The Devastating Reason Balmoral Haunts Prince Harry And Prince William

On Thursday, September 8, upon the announcement that Queen Elizabeth II was in ill health, members of the royal family congregated by her side at Balmoral Castle in Scotland in order to be with her in her final hours. This included everyone from the queen's four children to her grandson, now the heir apparent to the British throne, William, Prince of Wales. The younger son of the new King Charles III — Prince Harry, Duke of Sussex — was unable to make it in time and only arrived at Balmoral after his grandmother's death. 

Balmoral Castle has a long history within the royal family. It was originally purchased by Prince Albert, husband of Queen Victoria, in 1852, per Architectural Digest, and has remained the private property of each ruling monarch ever since. It also has a deep and haunting connection to William and Harry, in large part due to the tragic death of their mother, Diana, in 1997. 

Princes William and Harry learned of their mother's death at Balmoral Castle

As many royal family observers will recall, Diana, the former Princess of Wales, died in August 1997 in a tragic car accident. Her sons, Princes William and Harry, were only 15 and 12 years old at the time. According to The Associated Press, the young boys were vacationing at Balmoral Castle for the summer with their father, now King Charles III, and grandmother, Queen Elizabeth II, at the time of their mother's death. The morning after her passing, shortly before dawn, they were awoken by their father who shared with them the tragic news. Naturally, the young princes soon became the subject of much media attention.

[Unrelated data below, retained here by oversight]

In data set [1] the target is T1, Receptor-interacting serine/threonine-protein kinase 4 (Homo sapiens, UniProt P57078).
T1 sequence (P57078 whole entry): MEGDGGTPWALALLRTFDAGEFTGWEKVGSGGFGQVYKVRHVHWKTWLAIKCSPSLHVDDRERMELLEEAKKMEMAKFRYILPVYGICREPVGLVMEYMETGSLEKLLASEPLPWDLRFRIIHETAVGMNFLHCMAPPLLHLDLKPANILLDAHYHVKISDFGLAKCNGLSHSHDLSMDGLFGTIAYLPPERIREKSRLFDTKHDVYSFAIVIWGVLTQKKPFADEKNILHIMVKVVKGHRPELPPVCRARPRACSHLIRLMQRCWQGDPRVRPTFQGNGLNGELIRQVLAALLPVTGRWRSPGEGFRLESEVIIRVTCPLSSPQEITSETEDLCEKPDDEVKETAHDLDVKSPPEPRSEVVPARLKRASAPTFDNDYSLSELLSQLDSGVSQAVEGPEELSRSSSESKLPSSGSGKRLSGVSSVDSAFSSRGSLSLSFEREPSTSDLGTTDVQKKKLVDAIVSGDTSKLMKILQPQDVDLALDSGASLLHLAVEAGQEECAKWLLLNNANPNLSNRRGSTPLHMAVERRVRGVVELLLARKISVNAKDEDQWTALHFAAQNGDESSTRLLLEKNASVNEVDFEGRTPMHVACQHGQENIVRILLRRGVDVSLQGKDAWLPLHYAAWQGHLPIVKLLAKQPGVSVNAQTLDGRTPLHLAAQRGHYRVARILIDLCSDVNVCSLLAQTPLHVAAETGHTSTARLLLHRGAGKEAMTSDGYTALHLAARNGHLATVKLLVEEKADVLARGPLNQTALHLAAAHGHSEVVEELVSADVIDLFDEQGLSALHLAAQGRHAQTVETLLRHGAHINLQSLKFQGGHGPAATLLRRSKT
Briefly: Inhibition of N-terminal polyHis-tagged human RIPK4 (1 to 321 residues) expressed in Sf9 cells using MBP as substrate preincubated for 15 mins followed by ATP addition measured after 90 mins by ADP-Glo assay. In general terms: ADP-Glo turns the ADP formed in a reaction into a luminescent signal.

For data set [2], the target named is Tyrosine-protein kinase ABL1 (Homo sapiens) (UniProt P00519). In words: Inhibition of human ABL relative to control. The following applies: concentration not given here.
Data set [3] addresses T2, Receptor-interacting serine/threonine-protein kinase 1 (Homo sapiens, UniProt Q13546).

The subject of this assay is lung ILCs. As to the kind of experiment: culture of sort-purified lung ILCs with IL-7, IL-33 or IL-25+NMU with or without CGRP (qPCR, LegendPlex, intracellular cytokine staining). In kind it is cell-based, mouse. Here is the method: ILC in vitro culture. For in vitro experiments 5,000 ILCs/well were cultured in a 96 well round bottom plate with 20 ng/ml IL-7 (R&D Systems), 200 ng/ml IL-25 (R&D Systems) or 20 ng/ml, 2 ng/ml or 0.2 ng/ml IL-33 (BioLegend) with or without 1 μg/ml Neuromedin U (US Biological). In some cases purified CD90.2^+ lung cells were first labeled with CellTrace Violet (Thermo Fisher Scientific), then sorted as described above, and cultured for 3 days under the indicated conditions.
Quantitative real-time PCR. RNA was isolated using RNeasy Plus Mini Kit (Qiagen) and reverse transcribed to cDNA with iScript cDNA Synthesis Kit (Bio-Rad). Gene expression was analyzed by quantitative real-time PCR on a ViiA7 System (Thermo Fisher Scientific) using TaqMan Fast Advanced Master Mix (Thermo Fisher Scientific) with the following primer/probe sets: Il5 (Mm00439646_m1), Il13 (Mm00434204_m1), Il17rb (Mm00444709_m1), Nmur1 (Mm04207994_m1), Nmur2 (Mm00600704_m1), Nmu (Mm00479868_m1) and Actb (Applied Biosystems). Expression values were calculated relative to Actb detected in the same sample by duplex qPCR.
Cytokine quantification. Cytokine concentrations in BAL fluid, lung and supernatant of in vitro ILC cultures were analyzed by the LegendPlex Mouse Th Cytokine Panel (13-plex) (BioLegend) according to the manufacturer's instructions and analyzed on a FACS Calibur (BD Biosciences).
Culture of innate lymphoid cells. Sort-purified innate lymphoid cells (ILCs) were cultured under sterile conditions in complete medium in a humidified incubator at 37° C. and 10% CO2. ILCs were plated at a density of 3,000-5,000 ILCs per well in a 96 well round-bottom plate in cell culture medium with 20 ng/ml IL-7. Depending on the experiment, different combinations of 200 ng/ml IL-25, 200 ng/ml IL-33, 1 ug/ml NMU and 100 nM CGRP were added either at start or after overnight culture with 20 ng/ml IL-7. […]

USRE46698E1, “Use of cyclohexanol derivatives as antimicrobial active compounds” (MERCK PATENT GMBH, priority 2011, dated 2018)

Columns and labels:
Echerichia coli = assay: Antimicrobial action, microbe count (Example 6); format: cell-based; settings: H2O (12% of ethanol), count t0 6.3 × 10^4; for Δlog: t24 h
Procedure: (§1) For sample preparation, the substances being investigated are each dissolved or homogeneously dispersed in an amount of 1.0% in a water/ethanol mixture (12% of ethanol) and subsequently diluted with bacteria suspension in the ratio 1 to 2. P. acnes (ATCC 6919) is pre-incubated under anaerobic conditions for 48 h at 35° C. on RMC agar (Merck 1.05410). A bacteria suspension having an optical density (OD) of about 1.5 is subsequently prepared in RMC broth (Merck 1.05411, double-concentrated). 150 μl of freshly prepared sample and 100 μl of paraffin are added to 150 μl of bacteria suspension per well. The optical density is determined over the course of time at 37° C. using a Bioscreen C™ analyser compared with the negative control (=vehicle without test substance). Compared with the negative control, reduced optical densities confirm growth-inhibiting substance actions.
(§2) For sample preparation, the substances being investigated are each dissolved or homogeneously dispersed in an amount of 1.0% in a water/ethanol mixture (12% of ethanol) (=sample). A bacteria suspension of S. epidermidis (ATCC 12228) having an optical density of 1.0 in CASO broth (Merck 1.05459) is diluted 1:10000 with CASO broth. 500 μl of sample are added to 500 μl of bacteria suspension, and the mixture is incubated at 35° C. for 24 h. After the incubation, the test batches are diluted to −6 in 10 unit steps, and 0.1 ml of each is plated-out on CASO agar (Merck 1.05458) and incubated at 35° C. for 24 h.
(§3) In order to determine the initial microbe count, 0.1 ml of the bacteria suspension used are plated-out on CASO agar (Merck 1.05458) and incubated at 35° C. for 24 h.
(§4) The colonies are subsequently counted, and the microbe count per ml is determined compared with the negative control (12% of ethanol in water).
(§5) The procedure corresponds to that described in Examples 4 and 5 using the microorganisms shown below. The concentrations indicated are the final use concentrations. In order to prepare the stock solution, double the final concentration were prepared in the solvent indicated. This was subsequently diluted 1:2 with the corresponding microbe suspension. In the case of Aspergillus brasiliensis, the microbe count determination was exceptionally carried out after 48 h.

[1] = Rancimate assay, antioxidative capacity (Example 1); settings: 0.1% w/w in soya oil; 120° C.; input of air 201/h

The Sunday morning after her death, William, now the Prince of Wales, and Harry, now the Duke of Sussex — along with their father — all wore black and attended church services at Crathie Kirk, a small church near Balmoral Castle known for being the regular place of worship for the royal family while they are in the area. William later said that while he was "touched" by the public's expression of sympathy for their loss at the time, "None of it sank in." 

"All I cared about was, I'd lost my mother, and I didn't want to be where I was," William recalled in the 2017 BBC documentary, "Diana, 7 Days." "When we go out and do things like that, in order not to completely and utterly break down, we have to put on a bit of a game face."